Good Night and Good Luck Katie Couric

Yesterday evening, Katie Couric anchored the CBS Evening News for the last time. At least, it was billed that way. As television and television news in particular battle to be relevant in the Internet age, who knows what the future might hold. But for now, it will not be Ms. Couric in the chair where once sat Douglas Edwards, Walter Cronkite, Dan Rather – who for a couple of years co-anchored with Connie Chung – and Bob Schieffer who held the position briefly as an interim anchor.

Scott Pelley is slated to take the con on June 6th. It has been reported that CBS News will utilize a few individuals as interim anchors until then. Mr. Pelley takes over in less than three weeks.

Katie Couric spent almost five years at the top of the CBS News food chain. Debates have raged over whether she was doing a good job or not. Various talking heads noted her salary, said to be something on the order of $15,000,000 a year.

Frankly, I enjoyed Bob Schieffer’s work at anchor. I have thought, on occasion, that CBS could probably have negotiated with Mr. Schieffer to continue in that position and saved themselves a pretty penny in the process.

I suppose, however, that networks are in the position of continually grappling with demographics. They grapple with demographics because they are in a contest with other networks for advertising dollars. This contest leads them to look for ways to innovate, gain an advantage and draw more viewers. Sometimes these things work, sometimes they do not.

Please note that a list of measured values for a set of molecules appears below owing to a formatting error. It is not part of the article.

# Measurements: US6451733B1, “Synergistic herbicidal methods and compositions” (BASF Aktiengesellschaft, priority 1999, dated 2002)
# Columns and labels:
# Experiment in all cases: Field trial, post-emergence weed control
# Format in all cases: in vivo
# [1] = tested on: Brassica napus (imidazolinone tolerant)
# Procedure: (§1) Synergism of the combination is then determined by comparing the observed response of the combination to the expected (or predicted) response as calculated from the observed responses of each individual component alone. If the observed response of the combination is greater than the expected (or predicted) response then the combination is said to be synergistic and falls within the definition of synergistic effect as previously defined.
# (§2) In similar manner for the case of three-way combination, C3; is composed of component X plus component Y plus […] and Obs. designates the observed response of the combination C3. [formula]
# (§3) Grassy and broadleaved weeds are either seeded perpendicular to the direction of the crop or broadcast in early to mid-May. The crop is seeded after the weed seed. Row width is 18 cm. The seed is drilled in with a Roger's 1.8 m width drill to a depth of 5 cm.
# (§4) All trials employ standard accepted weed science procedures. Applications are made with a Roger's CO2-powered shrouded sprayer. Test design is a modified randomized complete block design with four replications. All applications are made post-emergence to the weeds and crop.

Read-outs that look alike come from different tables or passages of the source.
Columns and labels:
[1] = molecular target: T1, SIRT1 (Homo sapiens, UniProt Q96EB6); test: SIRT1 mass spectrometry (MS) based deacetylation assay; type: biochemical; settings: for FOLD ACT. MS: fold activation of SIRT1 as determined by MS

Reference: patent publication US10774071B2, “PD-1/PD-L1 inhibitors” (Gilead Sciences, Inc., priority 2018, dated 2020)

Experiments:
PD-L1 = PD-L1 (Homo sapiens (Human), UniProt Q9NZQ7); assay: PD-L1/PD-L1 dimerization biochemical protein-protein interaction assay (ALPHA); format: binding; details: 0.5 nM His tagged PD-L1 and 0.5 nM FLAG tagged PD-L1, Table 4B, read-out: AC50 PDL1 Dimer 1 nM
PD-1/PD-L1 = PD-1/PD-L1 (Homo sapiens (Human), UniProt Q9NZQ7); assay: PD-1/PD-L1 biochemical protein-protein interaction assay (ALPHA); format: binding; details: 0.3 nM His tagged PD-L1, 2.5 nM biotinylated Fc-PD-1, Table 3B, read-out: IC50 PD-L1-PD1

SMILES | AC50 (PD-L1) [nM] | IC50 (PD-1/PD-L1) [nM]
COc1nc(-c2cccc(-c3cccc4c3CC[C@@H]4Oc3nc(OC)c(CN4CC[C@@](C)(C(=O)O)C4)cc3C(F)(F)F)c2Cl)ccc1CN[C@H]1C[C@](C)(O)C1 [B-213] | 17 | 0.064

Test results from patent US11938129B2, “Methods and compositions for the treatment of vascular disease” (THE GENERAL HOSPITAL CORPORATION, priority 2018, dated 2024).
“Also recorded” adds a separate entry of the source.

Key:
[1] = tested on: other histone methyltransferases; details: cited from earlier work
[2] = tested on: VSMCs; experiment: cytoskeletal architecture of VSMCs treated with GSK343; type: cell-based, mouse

I have not been an avid television news watcher in recent years. Yes, at times I turn on television news. Yes, I occasionally watched Ms. Couric in action. What did I think of her work? Frankly, I thought it was just fine. But it wasn’t good enough to wean me from my principal news habit. That habit is getting my news online, principally by reading it.

I believe in the not too distant future, we will have complete convergence between television and the Internet. In coming years, I can see that all media will stream over the Net. We’ll watch, read and listen to everything on one panel, one screen. Broadcast, network news will be on a platform just like any other website.

Plenty of television and radio programming is already available online.

Because there is so much competition in the news/media world, I do believe that network news will have to become more fleet footed in order to compete with nanosecond speed news delivered online. Think about it. How many times have you seen something on a television newscast that you read about, the day before, on the Internet?

Eventually, big budget news operations will probably have to significantly cut their budgets and alter their viewership expectations. Instead of working to draw in a huge swath of viewers, perhaps, the future for those large organizations will be to specialize in in-depth coverage of the most substantial stories and gain more intense following from smaller markets.

Viewership, I suspect, may decline for them, but the kinds of viewers they get might help redeem them to advertisers looking for a very specific segment of the consuming public. Or, perhaps, they will pick up new viewer markets from around the world.

But more of the moment, what does the future hold for Katie Couric? I would hope good things. I suspect we will see her back in the media spotlight soon enough.

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